GWAS of Bipolar 1 Disorder in a Multi-ethnic Cohort of 72,823 Identifies Four Novel Loci. C. Schaefer1, L. Shen1, K. Kearney1, M. McCormick2, S. P. Hamilton3, L. A. McInnes3, V. Reus4, J. Wall5, P.-Y. Kwok5, M. Kvale5, T. J. Hoffmann5, E. Jorgenson1, N. Risch1,5 1) RPGEH, Division of Research, Kaiser Permanente, Oakland, CA; 2) Dept. of Psychiatry, Kaiser Permanente Santa Clara, Santa Clara, CA; 3) Dept. of Psychiatry, Kaiser Permanente San Francisco, San Francisco, CA; 4) Dept. of Psychiatry, UCSF School of Medicine, San Francisco, CA,; 5) Institute for Human Genetics, UCSF, San Francisco, CA.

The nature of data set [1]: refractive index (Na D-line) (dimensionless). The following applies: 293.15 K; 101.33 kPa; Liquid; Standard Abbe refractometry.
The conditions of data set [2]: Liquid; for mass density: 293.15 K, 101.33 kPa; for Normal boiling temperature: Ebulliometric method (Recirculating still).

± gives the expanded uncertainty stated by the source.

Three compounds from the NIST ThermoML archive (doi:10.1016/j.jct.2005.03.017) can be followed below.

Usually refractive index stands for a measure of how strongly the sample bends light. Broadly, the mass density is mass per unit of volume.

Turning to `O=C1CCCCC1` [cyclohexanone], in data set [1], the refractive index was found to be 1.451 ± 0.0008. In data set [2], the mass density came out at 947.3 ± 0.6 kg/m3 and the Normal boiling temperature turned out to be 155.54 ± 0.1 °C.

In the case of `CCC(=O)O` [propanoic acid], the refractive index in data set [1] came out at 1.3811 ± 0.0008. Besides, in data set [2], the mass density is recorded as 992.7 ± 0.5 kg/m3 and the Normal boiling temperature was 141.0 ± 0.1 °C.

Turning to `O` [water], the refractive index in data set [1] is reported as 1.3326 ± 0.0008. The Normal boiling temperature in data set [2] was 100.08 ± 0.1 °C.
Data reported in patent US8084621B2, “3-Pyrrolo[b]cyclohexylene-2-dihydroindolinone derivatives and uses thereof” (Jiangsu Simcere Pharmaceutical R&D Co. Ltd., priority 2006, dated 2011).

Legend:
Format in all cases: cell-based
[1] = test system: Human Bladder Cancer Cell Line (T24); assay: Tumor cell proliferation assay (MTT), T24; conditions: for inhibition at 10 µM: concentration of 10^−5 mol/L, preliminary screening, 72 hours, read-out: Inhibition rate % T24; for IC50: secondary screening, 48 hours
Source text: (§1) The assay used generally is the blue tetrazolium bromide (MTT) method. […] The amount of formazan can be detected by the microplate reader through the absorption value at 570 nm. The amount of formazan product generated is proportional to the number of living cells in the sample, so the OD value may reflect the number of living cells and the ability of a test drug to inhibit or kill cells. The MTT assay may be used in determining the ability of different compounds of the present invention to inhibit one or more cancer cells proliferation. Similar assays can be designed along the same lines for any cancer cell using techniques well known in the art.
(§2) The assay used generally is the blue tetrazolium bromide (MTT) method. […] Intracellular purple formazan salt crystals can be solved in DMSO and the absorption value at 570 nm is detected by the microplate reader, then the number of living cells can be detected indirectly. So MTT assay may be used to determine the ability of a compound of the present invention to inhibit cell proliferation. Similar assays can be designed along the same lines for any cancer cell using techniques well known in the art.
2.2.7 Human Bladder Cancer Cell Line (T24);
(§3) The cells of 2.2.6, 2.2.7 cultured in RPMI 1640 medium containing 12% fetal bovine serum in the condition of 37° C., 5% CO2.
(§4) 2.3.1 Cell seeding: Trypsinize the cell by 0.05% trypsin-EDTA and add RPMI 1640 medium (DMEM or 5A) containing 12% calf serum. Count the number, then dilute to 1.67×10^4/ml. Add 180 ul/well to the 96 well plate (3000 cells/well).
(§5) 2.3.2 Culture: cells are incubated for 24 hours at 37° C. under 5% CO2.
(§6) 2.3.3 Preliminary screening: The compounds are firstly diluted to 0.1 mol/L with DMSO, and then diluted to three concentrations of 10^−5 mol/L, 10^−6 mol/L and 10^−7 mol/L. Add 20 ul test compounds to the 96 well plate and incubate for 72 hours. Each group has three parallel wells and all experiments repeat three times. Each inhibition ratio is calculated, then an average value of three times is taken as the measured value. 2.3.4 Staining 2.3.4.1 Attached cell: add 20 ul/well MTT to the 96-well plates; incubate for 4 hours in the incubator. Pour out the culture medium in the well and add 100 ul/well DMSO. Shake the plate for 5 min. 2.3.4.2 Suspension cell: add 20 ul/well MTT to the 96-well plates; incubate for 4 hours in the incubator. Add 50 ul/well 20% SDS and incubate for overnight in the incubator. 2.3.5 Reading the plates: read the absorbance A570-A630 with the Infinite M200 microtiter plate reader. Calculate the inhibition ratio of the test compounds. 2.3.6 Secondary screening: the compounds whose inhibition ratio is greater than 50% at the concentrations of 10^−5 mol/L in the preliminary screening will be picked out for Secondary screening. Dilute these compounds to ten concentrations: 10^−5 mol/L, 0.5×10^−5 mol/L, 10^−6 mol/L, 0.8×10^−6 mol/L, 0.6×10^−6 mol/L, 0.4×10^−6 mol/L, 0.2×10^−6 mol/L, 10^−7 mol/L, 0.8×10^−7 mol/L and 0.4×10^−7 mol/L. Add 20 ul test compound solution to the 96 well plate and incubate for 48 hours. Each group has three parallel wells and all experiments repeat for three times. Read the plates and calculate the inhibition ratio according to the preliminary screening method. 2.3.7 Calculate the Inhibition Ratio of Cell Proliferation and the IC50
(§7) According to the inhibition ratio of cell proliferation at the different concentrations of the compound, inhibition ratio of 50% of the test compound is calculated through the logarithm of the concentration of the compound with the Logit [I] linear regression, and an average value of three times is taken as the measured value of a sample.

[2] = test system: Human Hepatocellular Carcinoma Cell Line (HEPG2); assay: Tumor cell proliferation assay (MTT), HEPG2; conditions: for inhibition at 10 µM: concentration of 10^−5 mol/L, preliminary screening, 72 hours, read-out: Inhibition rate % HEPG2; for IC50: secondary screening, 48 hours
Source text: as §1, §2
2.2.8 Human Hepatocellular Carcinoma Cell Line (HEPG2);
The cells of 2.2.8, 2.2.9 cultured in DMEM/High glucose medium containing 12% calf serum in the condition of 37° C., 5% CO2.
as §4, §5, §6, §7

Genome-wide association studies (GWAS) of bipolar disorder (BP) have identified susceptibility variants, and some have been replicated in the analysis of the Psychiatric Genetics Consortium (PGC), but the variation explained in BP is small and studies are considered under-powered. Most analyses have been performed in non-Hispanic whites. To examine potential associations with bipolar 1 disorder (BP1) in whites and other groups, we performed a GWAS and meta-analysis in a multi-ethnic sample of BP1 cases and screened controls, and examined consistency with results from the PGC. Cases and controls are participants in the Kaiser Permanente Research Program on Genes, Environment, and Health (RPGEH). Cases were initially identified with multiple treatment episodes and/or hospitalization with BP1 from electronic medical records (EMR) with diagnosis confirmed by telephone interview. Individuals were excluded with diagnoses of schizophrenia spectrum disorder (SSD), schizoaffective disorder, or nonaffective psychoses. The resulting sample was 68% female; average age at study entry was 47 years, and 25% were minority or mixed race - ethnicity. Potential controls were drawn from the RPGEH Genetic Epidemiology Research on Adult Health and Aging general cohort. Controls were screened using EMR data to exclude those with one or more diagnosis of Axis 1 or other selected neuropsychiatric disorders. Cases and controls were genotyped using the Affymetrix Axiom system; four custom ancestry-specific arrays with 675,000 to 891,000 SNP markers were used to genotype the non-Hispanic white, Asian, African-American, and Latino participants separately. Following quality control and filtering, case-control analyses of non-Hispanic whites (3726 cases; 54620 controls) identified multiple variants in four regions with genome-wide significance (p < 5.0E-08): FAM160A1 on chr 4; SLC44A4 and CFB on chr 6; ENOX1 on chr 13; and RBFOX1 on chr 16. Analyses controlled for age, gender, and genetic ancestry. In analysis of the other race-ethnicity groups, SNPs on chr 13 were consistently associated with BP1 in the other groups, despite relatively small sample sizes. Our results generally do not replicate the significant associations found in the PGC meta-analysis, although two of the SNPs we identified on Chr 13 were associated with BPD in the PGC study.

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